IN THE UNITED STATES DISTRICT COURT FOR THE SOUTHERN DISTRICT OF ILLINOIS
April 4, 2006
UNITED STATES OF AMERICA, PLAINTIFF,
GERALD HOWLIET, DEFENDANT.
The opinion of the court was delivered by: Stiehl, District Judge
MEMORANDUM & ORDER
This matter is before the Court on defendant's motion to suppress evidence (Doc. 444), to which the government has filed a response (Doc. 465). The Court held evidentiary hearings on the motion and took the matter under advisement.
The defendant has asserted that the search warrant dated July 23, 2003, for the search of the residence at 2347 Carol, Cahokia, Illinois was based on an affidavit that contained hearsay from two confidential sources, was suspect in nature, and should not have been allowed to form the basis of the search warrant. In response, the government asserts that the search warrant was based on probable cause, as found by Magistrate Judge Cohn, and therefore the seizure of evidence was proper and it should not be suppressed.
The Court has reviewed the search warrant application and the affidavit in support of the warrant. The affidavit provides that CS#1, identified as a reliable source, stated that Charles Howliet, Jr. obtained his cocaine from Gerald Howliet, and that CS#1 has purchased one ounce of crack cocaine from Charles Howliet, Jr. CS#2 was described as a reliable source of information (the affidavit stated that this source had previously provided information that led to an arrest and the seizure of cocaine and currency). The affidavit provides that CS#2 knew Gerald Howliet to be a large-scale trafficker in cocaine. On July 16, 2003, CS#2 later purchased one ounce of crack cocaine from Charles Howliet Jr. while Charles Howliet, Jr. was driving defendant's car. CS#2 ordered a one-eighth kilo of crack cocaine from Charles Howliet, Jr. who told CS#2 it would take some time to deliver. Charles Howliet, Jr. was then observed traveling to 2347 Carol, pull into the driveway, leave and drive to 1916A Exchange Ave, then leave to deliver the crack cocaine to CS#2. Charles Howliet Jr. indicated that some of the crack had just been prepared, and a check of the cocaine revealed that it appeared newly cooked. The agents believed that Charles Howliet Jr. did not have enough crack, and that he went to 2347 Carol to get powder, then to 1916A Exchange to cook the powder into crack for CS#2.
EVIDENCE ADDUCED AT THE HEARINGS
The defendant presented the testimony of several witnesses with respect to his motion. Detective Larry Fox, St. Louis County Police Department, testified that during the time in question he was a member of the Drug Enforcement Administration Task Force in the Southern District of Illinois. Det. Fox testified that he signed the affidavit in support of the application for a search warrant on the trailer located at 2347 Carol, Cahokia, Illinois. The search warrant application relied upon information provided, in part, by two confidential sources who had made purchases in other investigations, and were considered reliable by Det. Fox.*fn1 Fox testified that at least one of the CS's had previously purchased controlled substances from the defendant's cousin, Charles Howliet, Jr. but had not purchased directly from the defendant. On July 24, 2003, there was a controlled buy made from Charles Howliet, Jr. by CS#2 at 2347 Carol. Det. Fox observed Charles Howliet, Jr.'s car arrive at that address after CS #2 had contacted Howliet. Det. Fox testified that he had seen Charles Howliet, Jr. driving that vehicle on prior occasions. Det. Fox further stated that before obtaining the warrant they had information that the house at 2347 Carol was actually owned by the defendant's mother, but that defendant was believed to be living at that address.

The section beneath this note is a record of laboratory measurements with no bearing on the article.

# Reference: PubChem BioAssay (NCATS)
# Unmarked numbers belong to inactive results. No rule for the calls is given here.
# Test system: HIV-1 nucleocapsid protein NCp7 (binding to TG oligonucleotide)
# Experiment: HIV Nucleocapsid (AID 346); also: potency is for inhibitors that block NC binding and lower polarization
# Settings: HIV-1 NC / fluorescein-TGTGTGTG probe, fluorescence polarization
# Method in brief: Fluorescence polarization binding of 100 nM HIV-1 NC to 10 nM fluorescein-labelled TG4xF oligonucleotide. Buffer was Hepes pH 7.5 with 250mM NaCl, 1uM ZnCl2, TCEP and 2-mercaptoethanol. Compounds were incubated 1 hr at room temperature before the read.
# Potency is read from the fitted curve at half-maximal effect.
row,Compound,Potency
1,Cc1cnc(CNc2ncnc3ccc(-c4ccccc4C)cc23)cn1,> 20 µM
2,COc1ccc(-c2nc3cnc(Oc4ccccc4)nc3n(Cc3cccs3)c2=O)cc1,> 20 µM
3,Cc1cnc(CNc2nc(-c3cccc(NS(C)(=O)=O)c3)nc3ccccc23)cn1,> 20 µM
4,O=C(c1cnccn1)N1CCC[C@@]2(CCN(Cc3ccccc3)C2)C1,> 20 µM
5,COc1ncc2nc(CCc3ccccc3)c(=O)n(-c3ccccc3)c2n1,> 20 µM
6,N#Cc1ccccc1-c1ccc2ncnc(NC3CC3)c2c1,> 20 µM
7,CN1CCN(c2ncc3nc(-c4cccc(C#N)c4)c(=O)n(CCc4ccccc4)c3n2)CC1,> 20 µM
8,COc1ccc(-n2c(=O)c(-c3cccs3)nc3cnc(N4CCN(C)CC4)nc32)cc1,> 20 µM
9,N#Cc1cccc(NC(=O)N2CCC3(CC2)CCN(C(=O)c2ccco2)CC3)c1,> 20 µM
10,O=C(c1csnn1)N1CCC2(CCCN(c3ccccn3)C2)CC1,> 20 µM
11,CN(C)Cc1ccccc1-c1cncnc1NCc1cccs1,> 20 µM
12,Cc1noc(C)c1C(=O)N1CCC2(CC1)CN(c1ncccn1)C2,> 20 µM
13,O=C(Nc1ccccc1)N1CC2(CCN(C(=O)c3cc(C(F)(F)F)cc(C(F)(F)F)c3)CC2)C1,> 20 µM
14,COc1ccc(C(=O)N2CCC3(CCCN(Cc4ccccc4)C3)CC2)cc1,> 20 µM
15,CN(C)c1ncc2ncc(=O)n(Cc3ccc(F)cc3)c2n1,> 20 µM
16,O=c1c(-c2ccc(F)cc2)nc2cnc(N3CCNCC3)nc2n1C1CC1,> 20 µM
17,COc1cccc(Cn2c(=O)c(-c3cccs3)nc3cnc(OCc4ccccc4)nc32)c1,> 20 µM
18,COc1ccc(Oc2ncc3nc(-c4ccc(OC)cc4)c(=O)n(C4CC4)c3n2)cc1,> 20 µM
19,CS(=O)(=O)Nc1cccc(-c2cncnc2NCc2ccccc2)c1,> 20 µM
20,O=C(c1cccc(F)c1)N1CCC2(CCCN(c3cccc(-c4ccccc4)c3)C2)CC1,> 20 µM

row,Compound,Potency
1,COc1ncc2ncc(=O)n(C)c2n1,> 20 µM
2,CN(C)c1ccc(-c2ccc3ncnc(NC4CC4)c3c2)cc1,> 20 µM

DEA Special Agent Michael Rehg testified that he was involved with the investigation involving the defendant and that on July 25, 2003, along with S/A Kenny Williams, he questioned the defendant. During the questioning, S/A Rehg said to the defendant that he could, "Make this easy" or "make this hard," speaking of the search of the residence. S/A Rehg advised the defendant that they had a search warrant for his residence, but if he would cooperate, they would take him back to the residence and let him open the door with his key, rather than have the agents have to use force to enter the residence. The defendant would not agree to accompany them, and was kept at the East. St. Louis Police Department until they could conduct the search. The defendant was later released.
S/A Rehg further testified that on July 25, the date the search warrant was executed, he had asked the United States Marshal's office to "grab" the defendant if they saw him and tell him they had a search warrant for his residence. There was a county warrant outstanding for the defendant, and S/A Rehg wanted to talk to the defendant about the search warrant. He indicated that for the safety of the officers executing the warrant, he did not want the defendant to be at his home during the execution of the warrant. A copy of the search warrant and the receipt for the warrant was left at 2347 Carol after the execution of the warrant.
The defendant called Jerry Simmons, an officer with the East St. Louis Police Department, who testified that he followed the defendant's vehicle, after being asked by the United States Marshals Service to watch for the defendant's car. He, accompanied by his supervisor, Detective Sgt. Eiland, stopped the defendant's car and brought him to the East St. Louis Police Department.
Subsequent to the hearings, and directly related to the matters revealed at the hearings, the defendant filed his motion to dismiss (Doc. 493). The government has now filed its response to the motion. In light of the fact that this motion is, essentially, part of the motion to suppress, the Court FINDS that the motion acted in the nature of further briefing on the motion to suppress. Therefore, the time between the filing of the motion to dismiss and the government's response tolls the Speedy Trial clock.